If you're coding with Zend Framework 2, and have adopted Doctrine 2 for all the right reasons, you've probably done a good deal of brain bending to rid yourself of table gateway thinking, to set up your Entities with proper annotations, and have done some slick DI to inject the right dependencies in the right places.  This was pretty much the path I'd taken, thoroughly embedding the lot into a framework I've been developing for a few months.

Integral to that framework, is a whole reporting aspect that blends entities from many of my ZF Modules, crunches up a bunch of good stats for my partners, co-workers and clients, and drops them into an AWS Redshift BI warehouse for later grinding.  I'd contend that I had done everything by the book, using Memcache and Gearman to parallelize data gathering with these PHP jobs, to one Monday roll into work and see a stalled status flag: a big old 2006 in one of the Gearman task logs.

I immediately guessed that the connections being used by Doctrine were dying with no auto-reconnect, and Googled very quickly thinking "Someone out there has to have solved this."  Makes sense, it's related to wait_timeout; but how to fix?

Everything I read at that point pointed to using a dummy select in conjunction with some try catch blocks to assert the connection's heartbeat.  Coded like such:


* Assert/Revive a Doctrine repository connection
* @param \Application\Mapper\AbstractDoctrineMapper $R Doctrine repository
* @throws PDOException
protected function assertDatabaseRepositoryConnection(\Application\Mapper\AbstractDoctrineMapper &$R)
$EM = $R->getEntityManager();
$DBC = $EM->getConnection();

// connections die because of process length sometimes, have to kick them back into shape
try {

$DBC->query("SELECT 1");

if (self::DEBUG)
$this->setStatus(" ++ EM connection was alive, continuing");

} catch (\Exception $e) {

if (self::DEBUG)
$this->setStatus(" ++ EM connection had died. Reviving.");

$newEM = $this->getServiceLocator()->create('doctrine.entitymanager.orm_default');

if (self::DEBUG)
$this->setStatus(" ++ Created New EM.");



I tested locally, writing a few unit tests to make that select fail to ensure that the connection would be recreated with a new SPL hash, and it was.  Seemed right, so the code began its march up our GIT repositories, right to our stat-grinding fleet.  Reset, start, wait... 

Approximately 2 days later, same old "MySQL server has gone away" error. Poking some more, an IRC chat on Freenode's #doctrine had someone identify that may be caused by Zend Framework's shared services.  I edited my \Application's getServiceConfiguration() and set shared to false for my database orm connection.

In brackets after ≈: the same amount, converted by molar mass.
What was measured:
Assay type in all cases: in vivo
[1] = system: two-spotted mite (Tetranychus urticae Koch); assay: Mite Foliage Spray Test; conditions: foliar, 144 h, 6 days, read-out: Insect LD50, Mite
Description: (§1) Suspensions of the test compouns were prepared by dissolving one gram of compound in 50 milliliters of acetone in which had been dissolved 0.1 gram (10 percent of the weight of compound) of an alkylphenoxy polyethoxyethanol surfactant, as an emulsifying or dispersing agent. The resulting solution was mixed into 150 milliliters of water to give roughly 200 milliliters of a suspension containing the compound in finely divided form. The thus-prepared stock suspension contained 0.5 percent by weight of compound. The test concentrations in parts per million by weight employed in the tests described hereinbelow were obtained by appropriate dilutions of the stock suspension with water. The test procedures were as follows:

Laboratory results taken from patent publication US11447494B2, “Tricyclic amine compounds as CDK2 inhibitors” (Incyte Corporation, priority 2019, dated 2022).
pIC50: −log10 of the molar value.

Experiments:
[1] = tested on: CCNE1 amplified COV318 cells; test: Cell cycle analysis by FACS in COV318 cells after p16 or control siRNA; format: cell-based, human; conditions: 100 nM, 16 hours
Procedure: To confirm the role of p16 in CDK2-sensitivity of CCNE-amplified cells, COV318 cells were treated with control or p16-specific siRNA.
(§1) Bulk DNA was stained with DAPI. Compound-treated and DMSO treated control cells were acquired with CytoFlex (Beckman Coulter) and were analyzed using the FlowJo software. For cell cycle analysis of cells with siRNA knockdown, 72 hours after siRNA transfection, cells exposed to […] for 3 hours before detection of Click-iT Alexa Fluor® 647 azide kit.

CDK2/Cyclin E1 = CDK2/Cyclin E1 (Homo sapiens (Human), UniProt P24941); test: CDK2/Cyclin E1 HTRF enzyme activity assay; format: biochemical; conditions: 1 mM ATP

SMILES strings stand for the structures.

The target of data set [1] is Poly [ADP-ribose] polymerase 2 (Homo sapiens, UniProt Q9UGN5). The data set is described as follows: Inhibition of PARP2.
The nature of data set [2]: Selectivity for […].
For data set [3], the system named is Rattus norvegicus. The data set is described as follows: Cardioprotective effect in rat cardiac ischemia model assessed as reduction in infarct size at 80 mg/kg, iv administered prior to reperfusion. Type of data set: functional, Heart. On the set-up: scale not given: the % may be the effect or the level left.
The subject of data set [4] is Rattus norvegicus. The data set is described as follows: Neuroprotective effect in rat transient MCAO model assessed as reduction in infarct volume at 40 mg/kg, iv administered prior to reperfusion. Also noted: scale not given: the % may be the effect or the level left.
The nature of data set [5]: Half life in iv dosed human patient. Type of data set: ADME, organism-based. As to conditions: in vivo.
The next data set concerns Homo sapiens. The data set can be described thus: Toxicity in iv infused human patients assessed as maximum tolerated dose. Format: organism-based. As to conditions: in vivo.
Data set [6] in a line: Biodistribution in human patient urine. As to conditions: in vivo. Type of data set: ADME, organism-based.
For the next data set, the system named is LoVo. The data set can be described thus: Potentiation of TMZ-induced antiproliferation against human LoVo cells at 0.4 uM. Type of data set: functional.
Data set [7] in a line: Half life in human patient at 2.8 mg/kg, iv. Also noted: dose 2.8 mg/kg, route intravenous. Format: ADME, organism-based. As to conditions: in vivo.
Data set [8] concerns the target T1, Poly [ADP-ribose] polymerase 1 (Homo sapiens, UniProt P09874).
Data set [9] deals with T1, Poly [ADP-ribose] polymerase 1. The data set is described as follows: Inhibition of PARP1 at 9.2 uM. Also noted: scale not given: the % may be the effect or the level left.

public function getServiceConfig()
return array(
'invokables' => array(
'initializers' => array(
'factories' => array(

'shared' => array(
'doctrine.entitymanager.orm_default' => false

You guessed it.  I run the Unit Tests, things seem fine (no difference in fact), so I push it up to our cloud and restart the process.  2 days later, same darned thing!  

It was probable at this point that the mass of queries I was running at such irregular intervals caused the Dummy SQL to validate, but the connections would die in the time that exists between the Dummy SQL and the ER commit.  That or gremlins.  Trying to find documentation for connection wrappers for Doctrine 2, I found an enhancement request on the Doctrine portal that was pretty darned close to what I needed.  Do I think this should be a standard option too?  OH YES!  In the interim though I adjusted the older files at that link so that they comply with the version of Doctrine 2 that I am using.  It's been in production usage for about a day now, and it's working well, so I wanted to give back & share.  Big thanks to Marco Pivetta from Freenode's #Doctrine for chipping in, and to Dieter Peeters for writing up that JIRA thread & code. Here's my take on it:


1. Adjust your Doctrine DB Config


'doctrine' => array(
'connection' => array(
'orm_default' => array(
//'driverClass' => 'Doctrine\DBAL\Driver\PDOMySql\Driver',
'driverClass' => '\Application\Model\Doctrine\DBAL\Driver\PDOMySql\Driver',
'wrapperClass' => '\Application\Model\Doctrine\DBAL\Connection',
'params' => array(
'host' => 'host',
'port' => '3306',
'user' => 'user',
'password' => 'password',
'dbname' => 'dbname',
'driverOptions' => array(
'x_reconnect_attempts' => 10,

2. Install the Following Connection and Driver Wrappers

Click here to download the source code

Note: Updated on Sep 16, included more verbose error output, and a "stall retrying" condition for when our ISP's DNS would hit the proverbial fan.

3. Keep Calm, and Use Doctrine Normaly

No need for example, for the database connection assertion routines that are recommended in quite a few posts you'll find on this subject, that I pasted at the start of this article.  It was a nice feeling to peel that stuff out of the code. 

This does get rid of the problem, and given the nature of the sandbox where these problems surface, it's usually a few days in the toilet if you're digging blind.  I hope this helps!  One note, it only works for statements outside of transactions.  That was a moot point for me given the nature of the long tasks.